“The proposal does not mention or assess potential risks of Gain of Function (GoF) research,” the DARPA rejection letter reads.

Huff, who left EcoHealth in 2016 after accusing Daszak and other senior managers of mismanaging U.S. government funds, said he believed that the work that formed the basis for the Project DEFUSE proposal was already underway prior their approaching DARPA.

Huff said that EcoHealth and many other U.S.-funded research groups perform work in advance of their proposals to collect preliminary data and to keep a consistent flow of competitive grants and contracts.

Huff said that EcoHealth had a long-time interest in coronaviruses and shared with TrialSite an investor pitch deck he said was presented to In-Q-Tel, the CIA-funded venture capital firm, which pursues information technologies with potential use for U.S. intelligence activities.

Shortly after he developed his investor presentation in 2015, Huff said Daszak, who has drawn criticism for his public statements in support of gain-of-function research of coronaviruses, told Huff that the CIA wanted to contract with EcoHealth.

Whistleblower Says CIA Approached Daszak 

“Peter said, ‘Well, someone from the CIA approached me, do you think it’s a good idea if I work with him?’” Huff recounted.

Reflecting on his tenure at EcoHealth, Huff speculated that he was an unwitting participant in an intelligence-gathering program targeting information about foreign nations’ scientific institutional capacity and personnel. Huff noted that after the 2001 World Trade Center attacks the 9/11 Commission noted that U.S. security agencies suffered from poor human intelligence capabilities.

“I think the PREDICT program was more of the human intelligence and access side of intelligence collection,” Huff said. 

PREDICT Biosurveillance Program

PREDICT, was then a large U.S. State Department- and USAID-funded biosurveillance program aimed at pre-empting emergent zoonotic diseases that could threaten public health. Huff said he was one of the program’s managers. 

EcoHealth’s PREDICT partners included the University of California at Davis – the prime contractor for the program, the Smithsonian Institution, Metabiota, the Wildlife Conservation Society, the U.S. Centers for Disease Control, the Department of Defense’s Defense Threat Reduction Agency (DTRA), Columbia University, University of California San Francisco, the World Health Organization and more than 30 nations across Asia, Africa and the Middle East – less than half of the total number of nations EcoHealth worked in.

“So, if you have scientists who’ve been traveling all over the world, they’re worldly, they’re well-connected to the diplomats, they can get access to these laboratories,” Huff said. “That’s how you, in a clever way, fill that intelligence collection gap.”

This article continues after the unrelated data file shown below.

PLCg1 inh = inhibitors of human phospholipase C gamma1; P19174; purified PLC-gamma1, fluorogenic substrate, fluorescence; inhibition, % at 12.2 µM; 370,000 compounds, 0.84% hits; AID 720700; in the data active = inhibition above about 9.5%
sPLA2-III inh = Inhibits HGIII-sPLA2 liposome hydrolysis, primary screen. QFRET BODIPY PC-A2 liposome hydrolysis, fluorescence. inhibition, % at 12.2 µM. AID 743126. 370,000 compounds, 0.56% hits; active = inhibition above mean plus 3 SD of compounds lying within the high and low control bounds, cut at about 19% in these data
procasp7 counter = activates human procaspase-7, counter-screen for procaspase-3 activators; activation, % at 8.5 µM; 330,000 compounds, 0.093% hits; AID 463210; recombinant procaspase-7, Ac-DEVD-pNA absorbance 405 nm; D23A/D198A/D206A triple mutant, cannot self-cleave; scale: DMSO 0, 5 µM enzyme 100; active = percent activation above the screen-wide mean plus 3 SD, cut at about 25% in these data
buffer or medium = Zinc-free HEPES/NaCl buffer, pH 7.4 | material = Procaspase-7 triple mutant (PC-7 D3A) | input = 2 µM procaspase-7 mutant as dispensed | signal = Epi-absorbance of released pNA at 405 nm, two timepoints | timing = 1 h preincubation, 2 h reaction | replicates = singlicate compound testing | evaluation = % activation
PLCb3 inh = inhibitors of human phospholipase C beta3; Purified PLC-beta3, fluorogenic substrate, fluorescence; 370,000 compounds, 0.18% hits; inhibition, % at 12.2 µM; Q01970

Huff said he found it strange that PREDICT, which operated across more than 30 nations in Asia, the Middle East, and Africa, was focused on relatively rare bat coronaviruses to the exclusion of other common and deadly threats.

Huff Puzzled by EcoHealth’s Exclusive Focus on Coronaviruses

“If you want to do accurate science, you want to build a scientific experiment to figure out what actually risks are emerging, you would compare the roughly 25 families of viruses against each other and you collect data on those viruses to see what their pandemic potential would be,” he said. “You wouldn’t want to just focus narrowly or specifically on coronaviruses – you’d actually collect environmental health data or other drivers of trends, transmission dynamics of that disease to see, you know, if the spark catches with this or that index case, what’s the probability that will actually then have sustained transmission in the population?”

“Well, we weren’t doing any of that work,” Huff said.

Huff also said that while PREDICT was ostensibly a scientific pursuit, collecting virus samples, and also conducting surveillance of communication networks for signs of pandemic potential, once he became a country manager for Jordan and Sudan he spent an inordinate amount of time answering questions about those nations’ critical scientific infrastructure.

“We were in constant calls 24/7 with the State Department, the embassy, the mission, the consulate, and USAID personnel asking us: Who we were working with, what we were collecting, where were we going to collect the samples? Why?” he recounted.

“That looked like intelligence collection, and even moreso, the reports, when we come back and review and debrief, they were always asking us about laboratory conditions and capacity.”

Huff said he began to doubt that EcoHealth’s stated mission was its actual purpose.

“Biosafety and this whole idea that they’re going to go and predict and forecast pandemics was a farce by my estimation,” he said.